Photographers Unite! The Rise of the Collective
Collectives have long been a way for fine artists to join forces, but it’s a somewhat new development among photographers, who have largely depended upon their own individual hustle to sustain their careers. The desire to group up has as much to do with solving financial challenges in a radically evolving market as it does with the deep desire to connect with fellow photographers. And for many, the formation of a photographer-run collective was just a natural next step.
Prime Collective was founded, in part, as a response to traditional agency representation in documentary and editorial photography, according to co-founder Dominic Bracco II. “Up until that point,” he tells PDNedu, “agencies still held a certain amount of power in the industry, and getting into that room, getting into that world, was a really difficult task for anyone starting out. So we were like, ‘Why don’t we do this on our own? What’s the point in going with this older industry model that seems to be struggling as it is?’”
Bracco, Brendan Hoffman and Max Whittaker had already begun to lay the framework for a collective before its inception. “We just naturally shared information,” Bracco says. “The three of us were constantly sending each other emails with basic business things that we didn’t really know how to handle on our own, like, ‘Can you take a look at a contract for me, because I don’t really get it,’ or, ‘Do you have a contact for this editor, because I’d like to reach out’—that sort of thing.”
As the three of them included more people in the conversation, Prime coalesced and officially launched in 2011. “Our goal was to take what was a relatively unknown group of photographers and draw in the sort of attention we were unable to gather on our own,” Bracco explains. “We weren’t able to get the kind of industry recognition that we were able to get immediately after [forming]. And a large part of that was because a crowd of creative people is quite frankly a lot more interesting than one person’s body of work, and I think that’s just natural.”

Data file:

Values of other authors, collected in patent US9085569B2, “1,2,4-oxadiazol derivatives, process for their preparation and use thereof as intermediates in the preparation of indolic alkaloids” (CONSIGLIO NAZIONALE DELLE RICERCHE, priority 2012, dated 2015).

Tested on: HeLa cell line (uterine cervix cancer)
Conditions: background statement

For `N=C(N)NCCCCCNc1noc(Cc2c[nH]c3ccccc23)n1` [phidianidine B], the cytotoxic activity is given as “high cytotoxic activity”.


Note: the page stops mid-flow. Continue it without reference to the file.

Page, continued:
GRAIN Images had a similarly organic inception. Founders Greg Kahn, Lexey Swall and Tristan Spinski were all staff photographers at a daily newspaper, but behind the scenes functioned more like a group. After leaving their positions they created GRAIN as a way “to continue the same accountability with one another” they had at the newspaper, Kahn says. “We worked well together—helping edit each other’s work, [providing] moral support, talking through story ideas—and that was something we realized was important [to have] going forward.”
Likewise, Boreal Collective, based in Canada, “began as an idea between friends speaking casually in basement apartments and smoky cars,” says Ian Willms, who founded the agency with Aaron Vincent Elkaim, Rafal Gerszak, Brett Gundlock and Jonathan Taggart. Now Boreal is internationally recognized. “At the time there was little-to-no interest in our style of long-form photojournalism and documentary work,” Willms explains. “We were all young and wanted to support each other at a time when it felt very scary to be trying to make a living in Canada with this kind of work. We also saw the collective model as presenting an opportunity to accomplish initiatives that were larger than any one of us as an individual.”
Joining up doesn’t mean sacrificing other opportunities, as collectives provide a flexible model for its members. For some photographers, a collective can replace representation altogether. But it can also work as a supplement, especially for photographers producing work in more than one field. Katie Orlinsky recently joined Prime, but is represented by Levine/Leavitt for her commercial photography. Willms follows a similar model, with editorial support from Boreal and commercial representation from NAMARA. With less experience in the realm of commercial work, he explains, “having an agent is key for being exposed to those kinds of potential clients.”